The Xbox is one of the most popular games consoles for consumers; and the addition of the Kinect feature has made the gaming world even more diverse. The Kinect’s main purpose is to act as a fitness platform for users, whilst keeping the fun and competitive nature which has made Xbox one of the world’s most successful gaming brands.
A press release from the University of Warwick explains how ‘Xbox Kinects could be used in the future to assess the health of patients with conditions such as cystic fibrosis. Normally found in the hands of gamers rather than medics, the Microsoft sensors could be used to assess the respiratory function of patients.’
Researchers at the University of Warwick, Institute of Digital Healthcare, WMG, University of Birmingham and Heart of England NHS Foundation Trust have developed a useful method of using the device. Four Kinect sensors are capable of quickly creating a 3D image of a patients torso which can enable physicians to measure and assess how a chest wall moves. This method will provide a more low-cost and comprehensive measurement of a patient’s breathing than existing methods (a patient breathing into a spirometer), and will provide additional information about the movement of the chest; which could help in identifying numerous respiratory problems.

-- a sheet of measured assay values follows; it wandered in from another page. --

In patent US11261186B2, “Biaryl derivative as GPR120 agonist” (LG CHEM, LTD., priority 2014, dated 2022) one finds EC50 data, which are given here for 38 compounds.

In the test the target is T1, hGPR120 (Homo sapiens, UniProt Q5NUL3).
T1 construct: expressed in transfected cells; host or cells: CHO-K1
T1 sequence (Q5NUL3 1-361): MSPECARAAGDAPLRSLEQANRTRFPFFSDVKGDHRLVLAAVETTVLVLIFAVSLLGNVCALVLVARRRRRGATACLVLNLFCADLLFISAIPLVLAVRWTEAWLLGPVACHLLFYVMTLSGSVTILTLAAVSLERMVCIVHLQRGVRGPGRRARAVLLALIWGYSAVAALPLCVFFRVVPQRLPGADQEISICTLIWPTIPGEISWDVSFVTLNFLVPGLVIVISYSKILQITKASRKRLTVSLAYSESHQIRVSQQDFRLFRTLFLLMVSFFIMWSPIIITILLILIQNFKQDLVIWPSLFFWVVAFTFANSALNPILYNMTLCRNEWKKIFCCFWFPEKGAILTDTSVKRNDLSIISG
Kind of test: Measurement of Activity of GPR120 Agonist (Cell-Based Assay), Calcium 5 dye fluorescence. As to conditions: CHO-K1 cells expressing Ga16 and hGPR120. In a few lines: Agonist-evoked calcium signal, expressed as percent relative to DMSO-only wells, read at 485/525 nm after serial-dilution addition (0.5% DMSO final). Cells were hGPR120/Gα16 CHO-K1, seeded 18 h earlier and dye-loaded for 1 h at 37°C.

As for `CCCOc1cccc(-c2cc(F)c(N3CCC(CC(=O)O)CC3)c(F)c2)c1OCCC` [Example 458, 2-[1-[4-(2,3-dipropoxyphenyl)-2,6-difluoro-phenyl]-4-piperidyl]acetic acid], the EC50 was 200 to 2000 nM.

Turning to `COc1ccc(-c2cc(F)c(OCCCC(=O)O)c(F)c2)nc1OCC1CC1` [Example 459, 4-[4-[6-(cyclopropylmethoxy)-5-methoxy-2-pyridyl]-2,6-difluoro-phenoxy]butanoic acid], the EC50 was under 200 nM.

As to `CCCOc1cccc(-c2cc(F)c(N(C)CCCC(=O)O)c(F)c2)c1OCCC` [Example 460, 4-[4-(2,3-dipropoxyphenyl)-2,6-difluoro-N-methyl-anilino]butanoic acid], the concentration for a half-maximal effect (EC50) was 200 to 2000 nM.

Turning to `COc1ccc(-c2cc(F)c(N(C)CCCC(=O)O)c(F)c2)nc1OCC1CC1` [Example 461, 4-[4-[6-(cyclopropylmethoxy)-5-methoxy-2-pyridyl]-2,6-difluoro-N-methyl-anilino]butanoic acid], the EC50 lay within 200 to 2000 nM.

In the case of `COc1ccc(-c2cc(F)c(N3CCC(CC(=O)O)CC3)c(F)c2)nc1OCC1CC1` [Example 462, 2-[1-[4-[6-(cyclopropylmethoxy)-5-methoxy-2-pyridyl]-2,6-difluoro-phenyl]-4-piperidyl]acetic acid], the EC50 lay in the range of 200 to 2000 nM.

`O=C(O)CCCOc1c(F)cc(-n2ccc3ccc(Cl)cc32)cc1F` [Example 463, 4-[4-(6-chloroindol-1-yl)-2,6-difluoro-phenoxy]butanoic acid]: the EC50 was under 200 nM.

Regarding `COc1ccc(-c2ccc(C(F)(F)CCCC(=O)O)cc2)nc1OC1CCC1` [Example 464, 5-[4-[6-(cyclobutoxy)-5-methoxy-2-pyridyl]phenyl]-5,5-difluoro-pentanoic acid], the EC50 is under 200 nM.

The project lead and managing director of Evolyst, Dr Chris Golby at the Institute of Digital Healthcare, said: “We have developed a low-cost prototype which provides a more comprehensive measurement of a patient’s breathing then existing methods.”
Spirometry is the most common technique used to treat most lung diseases; it requires a patient to take a deep breath and exhale into the sensor as hard as possible. Although this practice has been used for a long time, it does have quite a few limitations. For instance, it doesn’t allow doctors to assess how different areas of each lung function, and can result in inaccurate readings of some breathing such as older people and children. Furthermore, those with muscle weakness or facial abnormalities are often unable to form a tight seal around the mouthpiece.
Dr Golby said: “For patients who report to A&E a quick and low-cost method of chest wall motion assessment is required. There are some conditions that doctors can’t detect or assess using spirometry such as collapsed lung segments or respiratory muscle weakness. However our prototype allows physicians to make accurate assessments.
“It is also potentially very useful in assessing changes in respiratory physiology that occur during exercise. This is in contrast with existing systems which rely on data from one viewpoint.”